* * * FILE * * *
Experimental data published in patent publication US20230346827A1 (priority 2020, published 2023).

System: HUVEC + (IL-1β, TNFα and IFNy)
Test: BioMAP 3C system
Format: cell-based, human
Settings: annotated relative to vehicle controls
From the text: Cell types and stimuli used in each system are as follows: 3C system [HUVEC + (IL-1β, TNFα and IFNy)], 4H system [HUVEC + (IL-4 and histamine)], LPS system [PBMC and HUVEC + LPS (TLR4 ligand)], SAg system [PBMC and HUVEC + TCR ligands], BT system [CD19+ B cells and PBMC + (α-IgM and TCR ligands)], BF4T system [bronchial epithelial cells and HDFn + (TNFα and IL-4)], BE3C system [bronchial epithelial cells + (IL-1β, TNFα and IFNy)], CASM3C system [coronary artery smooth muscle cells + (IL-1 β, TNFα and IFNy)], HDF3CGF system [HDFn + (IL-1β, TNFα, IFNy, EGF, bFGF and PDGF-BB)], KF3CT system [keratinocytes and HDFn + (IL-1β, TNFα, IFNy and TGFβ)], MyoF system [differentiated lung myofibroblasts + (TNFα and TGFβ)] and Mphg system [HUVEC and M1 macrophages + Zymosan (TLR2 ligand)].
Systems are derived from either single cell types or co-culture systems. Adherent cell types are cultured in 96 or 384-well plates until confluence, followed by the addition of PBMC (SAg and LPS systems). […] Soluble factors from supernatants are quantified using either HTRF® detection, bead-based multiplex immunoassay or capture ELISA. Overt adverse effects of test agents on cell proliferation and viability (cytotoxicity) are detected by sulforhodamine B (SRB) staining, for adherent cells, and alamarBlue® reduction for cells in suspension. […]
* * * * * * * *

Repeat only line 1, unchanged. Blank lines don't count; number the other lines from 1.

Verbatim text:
Experimental data published in patent publication US20230346827A1 (priority 2020, published 2023).